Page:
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Title: Youth, aspiration, and mobility : young people debating their potential futures in Nepal
Author: Kolbel, Andrea
ISNI:       0000 0004 5369 7729
Awarding Body: University of Oxford
Current Institution: University of Oxford
Date of Award: 2015
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This study is centrally concerned with young people's capacity to identify and realise promising educational and occupational pathways. Whilst it is now well established among social scientists that young people have agency, much less is known about what types of agency young people might demonstrate. Based on field research conducted in 2011-2012 with a group of young people studying, working, and living in Nepal's capital city, Kathmandu, the present study scrutinises Western-inspired approaches prevalent in the scholarship on youth which equate agency to resistance and individuality. It does so, by bringing the literature on youth agency into conversation with theoretical work on the concepts of aspiration and mobility. Through an in-depth analysis of young people's time-space-strategies, the thesis contributes to existing literature in three ways: First, it shows that young people may grow in power as they learn to fulfil social obligations and foster stronger relationships with other people. Second, it illustrates that young people's agency may not only take the form of observable practices, but may also reside in young people’s active efforts to think through their options for improving their own and other people's situation. Third, it highlights the importance of young people's spatial mobilities and immobilities in negotiating various social pressures and in developing a sense of themselves as competent, educated, and successful people. The findings of this thesis are, therefore, of relevance to the interdisciplinary field of youth studies as well as to emerging debates in geography about the apparent need to produce 'aspirational citizens' and about the meanings attached to spatial (im)mobility in contemporary societies.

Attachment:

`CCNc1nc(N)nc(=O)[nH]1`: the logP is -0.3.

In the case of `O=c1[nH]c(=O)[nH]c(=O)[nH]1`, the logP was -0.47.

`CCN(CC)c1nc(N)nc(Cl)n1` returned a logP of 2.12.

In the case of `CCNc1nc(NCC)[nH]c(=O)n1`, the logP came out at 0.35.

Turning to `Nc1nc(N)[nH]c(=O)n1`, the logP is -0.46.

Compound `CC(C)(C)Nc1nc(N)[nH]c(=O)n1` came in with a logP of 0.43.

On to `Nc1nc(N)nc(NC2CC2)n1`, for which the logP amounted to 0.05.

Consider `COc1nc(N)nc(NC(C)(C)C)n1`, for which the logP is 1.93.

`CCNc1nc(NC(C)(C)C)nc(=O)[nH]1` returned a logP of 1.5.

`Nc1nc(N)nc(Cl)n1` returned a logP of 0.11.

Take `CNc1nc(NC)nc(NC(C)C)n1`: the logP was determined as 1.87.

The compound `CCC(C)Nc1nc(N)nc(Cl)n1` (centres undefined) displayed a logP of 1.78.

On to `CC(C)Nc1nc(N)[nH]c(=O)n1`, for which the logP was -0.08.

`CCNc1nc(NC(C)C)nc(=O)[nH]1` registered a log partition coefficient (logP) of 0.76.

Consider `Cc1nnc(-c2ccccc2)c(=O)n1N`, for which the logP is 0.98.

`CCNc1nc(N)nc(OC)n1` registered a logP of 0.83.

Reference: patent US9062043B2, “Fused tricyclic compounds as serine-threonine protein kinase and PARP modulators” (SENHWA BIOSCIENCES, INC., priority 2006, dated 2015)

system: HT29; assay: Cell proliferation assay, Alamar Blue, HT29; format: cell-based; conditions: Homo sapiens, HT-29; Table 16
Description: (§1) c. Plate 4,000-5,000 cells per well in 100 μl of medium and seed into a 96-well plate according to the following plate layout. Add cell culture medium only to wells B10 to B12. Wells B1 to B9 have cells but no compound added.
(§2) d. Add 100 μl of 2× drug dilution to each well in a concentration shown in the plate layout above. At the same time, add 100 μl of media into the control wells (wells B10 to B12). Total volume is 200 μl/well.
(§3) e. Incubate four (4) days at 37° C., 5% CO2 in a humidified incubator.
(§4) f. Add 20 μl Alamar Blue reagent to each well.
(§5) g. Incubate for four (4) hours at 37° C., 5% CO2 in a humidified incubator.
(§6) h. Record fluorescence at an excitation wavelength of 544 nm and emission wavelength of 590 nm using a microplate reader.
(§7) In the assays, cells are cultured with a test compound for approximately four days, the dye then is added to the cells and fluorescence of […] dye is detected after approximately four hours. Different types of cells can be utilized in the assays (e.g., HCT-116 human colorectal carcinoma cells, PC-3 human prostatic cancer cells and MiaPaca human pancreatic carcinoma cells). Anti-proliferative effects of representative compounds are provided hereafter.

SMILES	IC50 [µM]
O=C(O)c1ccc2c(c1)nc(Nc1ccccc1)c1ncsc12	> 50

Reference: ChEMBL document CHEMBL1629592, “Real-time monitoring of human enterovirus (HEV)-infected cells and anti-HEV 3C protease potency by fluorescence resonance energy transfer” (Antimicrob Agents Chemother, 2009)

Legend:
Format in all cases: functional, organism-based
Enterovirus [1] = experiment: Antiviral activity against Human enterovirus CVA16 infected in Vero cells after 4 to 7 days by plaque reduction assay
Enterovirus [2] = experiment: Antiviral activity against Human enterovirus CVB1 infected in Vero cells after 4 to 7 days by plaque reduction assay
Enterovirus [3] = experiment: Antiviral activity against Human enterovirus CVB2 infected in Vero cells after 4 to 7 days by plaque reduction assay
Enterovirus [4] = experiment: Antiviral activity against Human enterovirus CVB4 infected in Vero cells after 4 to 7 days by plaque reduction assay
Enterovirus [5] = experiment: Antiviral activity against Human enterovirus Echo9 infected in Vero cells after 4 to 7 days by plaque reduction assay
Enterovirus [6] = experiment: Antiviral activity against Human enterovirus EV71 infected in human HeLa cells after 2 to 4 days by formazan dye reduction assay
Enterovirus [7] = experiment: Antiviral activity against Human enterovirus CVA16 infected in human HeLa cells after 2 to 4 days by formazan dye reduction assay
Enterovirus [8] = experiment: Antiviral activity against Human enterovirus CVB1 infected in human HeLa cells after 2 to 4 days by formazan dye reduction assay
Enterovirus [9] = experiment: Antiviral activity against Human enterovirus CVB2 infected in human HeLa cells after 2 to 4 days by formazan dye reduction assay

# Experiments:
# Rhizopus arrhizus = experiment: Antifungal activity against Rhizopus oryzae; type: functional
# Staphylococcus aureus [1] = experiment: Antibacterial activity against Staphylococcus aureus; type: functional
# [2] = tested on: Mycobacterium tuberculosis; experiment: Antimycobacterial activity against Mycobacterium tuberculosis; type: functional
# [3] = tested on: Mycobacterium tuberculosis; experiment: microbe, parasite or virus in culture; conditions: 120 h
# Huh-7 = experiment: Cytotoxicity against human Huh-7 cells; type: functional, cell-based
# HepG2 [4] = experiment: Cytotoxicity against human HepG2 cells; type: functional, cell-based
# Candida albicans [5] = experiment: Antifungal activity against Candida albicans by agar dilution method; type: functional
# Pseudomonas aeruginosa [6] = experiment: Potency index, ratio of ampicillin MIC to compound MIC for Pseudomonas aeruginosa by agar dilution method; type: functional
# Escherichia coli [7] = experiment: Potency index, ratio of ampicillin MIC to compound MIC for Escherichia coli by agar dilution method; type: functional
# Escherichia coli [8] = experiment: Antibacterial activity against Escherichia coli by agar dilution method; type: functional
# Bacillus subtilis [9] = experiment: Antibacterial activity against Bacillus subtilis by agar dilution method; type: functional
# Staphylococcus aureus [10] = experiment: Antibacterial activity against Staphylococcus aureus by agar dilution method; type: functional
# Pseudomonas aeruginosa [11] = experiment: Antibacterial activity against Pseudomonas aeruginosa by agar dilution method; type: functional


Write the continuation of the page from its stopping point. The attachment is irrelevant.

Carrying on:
Supervisor: Jeffrey, Craig ; McDowell, Linda ; Gellner, David Sponsor: Economic and Social Research Council
Qualification Name: Thesis (Ph.D.) Qualification Level: Doctoral
EThOS ID:  DOI: Not available
Keywords: Geography ; Social anthropology ; Children and youth ; South Asia ; Agency ; Young People ; Higher Education ; Work ; Development ; Social Change ; Migration